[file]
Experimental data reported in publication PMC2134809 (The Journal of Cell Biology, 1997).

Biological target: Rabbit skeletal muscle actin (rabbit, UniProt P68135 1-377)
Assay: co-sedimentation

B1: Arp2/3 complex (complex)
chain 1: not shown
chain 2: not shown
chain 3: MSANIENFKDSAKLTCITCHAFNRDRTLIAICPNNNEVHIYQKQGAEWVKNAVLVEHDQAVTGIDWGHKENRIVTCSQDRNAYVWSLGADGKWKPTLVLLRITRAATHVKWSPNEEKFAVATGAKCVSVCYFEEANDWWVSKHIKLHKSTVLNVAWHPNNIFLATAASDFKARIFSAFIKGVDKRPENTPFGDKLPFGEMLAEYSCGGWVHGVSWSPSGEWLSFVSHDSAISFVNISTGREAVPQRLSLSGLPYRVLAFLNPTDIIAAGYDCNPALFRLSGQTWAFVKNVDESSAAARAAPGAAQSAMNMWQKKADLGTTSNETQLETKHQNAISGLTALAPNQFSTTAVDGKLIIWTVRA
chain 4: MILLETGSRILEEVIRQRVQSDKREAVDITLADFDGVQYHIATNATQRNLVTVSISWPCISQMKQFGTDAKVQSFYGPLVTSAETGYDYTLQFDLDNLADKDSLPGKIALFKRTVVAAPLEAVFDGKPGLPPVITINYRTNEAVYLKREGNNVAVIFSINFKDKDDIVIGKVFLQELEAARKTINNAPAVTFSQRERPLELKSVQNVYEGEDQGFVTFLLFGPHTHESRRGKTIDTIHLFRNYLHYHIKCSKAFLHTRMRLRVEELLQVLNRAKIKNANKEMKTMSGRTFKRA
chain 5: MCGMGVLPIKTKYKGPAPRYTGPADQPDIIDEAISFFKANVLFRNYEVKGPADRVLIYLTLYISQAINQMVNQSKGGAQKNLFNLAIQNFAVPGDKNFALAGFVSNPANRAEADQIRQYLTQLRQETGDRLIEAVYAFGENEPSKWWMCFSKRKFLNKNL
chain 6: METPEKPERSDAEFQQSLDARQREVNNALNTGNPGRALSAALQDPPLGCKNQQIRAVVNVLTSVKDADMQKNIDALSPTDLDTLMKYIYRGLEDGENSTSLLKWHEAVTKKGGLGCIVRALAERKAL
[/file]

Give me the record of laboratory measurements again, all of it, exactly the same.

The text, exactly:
Experimental data reported in publication PMC2134809 (The Journal of Cell Biology, 1997).

Biological target: Rabbit skeletal muscle actin (rabbit, UniProt P68135 1-377)
Assay: co-sedimentation

B1: Arp2/3 complex (complex)
chain 1: not shown
chain 2: not shown
chain 3: MSANIENFKDSAKLTCITCHAFNRDRTLIAICPNNNEVHIYQKQGAEWVKNAVLVEHDQAVTGIDWGHKENRIVTCSQDRNAYVWSLGADGKWKPTLVLLRITRAATHVKWSPNEEKFAVATGAKCVSVCYFEEANDWWVSKHIKLHKSTVLNVAWHPNNIFLATAASDFKARIFSAFIKGVDKRPENTPFGDKLPFGEMLAEYSCGGWVHGVSWSPSGEWLSFVSHDSAISFVNISTGREAVPQRLSLSGLPYRVLAFLNPTDIIAAGYDCNPALFRLSGQTWAFVKNVDESSAAARAAPGAAQSAMNMWQKKADLGTTSNETQLETKHQNAISGLTALAPNQFSTTAVDGKLIIWTVRA
chain 4: MILLETGSRILEEVIRQRVQSDKREAVDITLADFDGVQYHIATNATQRNLVTVSISWPCISQMKQFGTDAKVQSFYGPLVTSAETGYDYTLQFDLDNLADKDSLPGKIALFKRTVVAAPLEAVFDGKPGLPPVITINYRTNEAVYLKREGNNVAVIFSINFKDKDDIVIGKVFLQELEAARKTINNAPAVTFSQRERPLELKSVQNVYEGEDQGFVTFLLFGPHTHESRRGKTIDTIHLFRNYLHYHIKCSKAFLHTRMRLRVEELLQVLNRAKIKNANKEMKTMSGRTFKRA
chain 5: MCGMGVLPIKTKYKGPAPRYTGPADQPDIIDEAISFFKANVLFRNYEVKGPADRVLIYLTLYISQAINQMVNQSKGGAQKNLFNLAIQNFAVPGDKNFALAGFVSNPANRAEADQIRQYLTQLRQETGDRLIEAVYAFGENEPSKWWMCFSKRKFLNKNL
chain 6: METPEKPERSDAEFQQSLDARQREVNNALNTGNPGRALSAALQDPPLGCKNQQIRAVVNVLTSVKDADMQKNIDALSPTDLDTLMKYIYRGLEDGENSTSLLKWHEAVTKKGGLGCIVRALAERKAL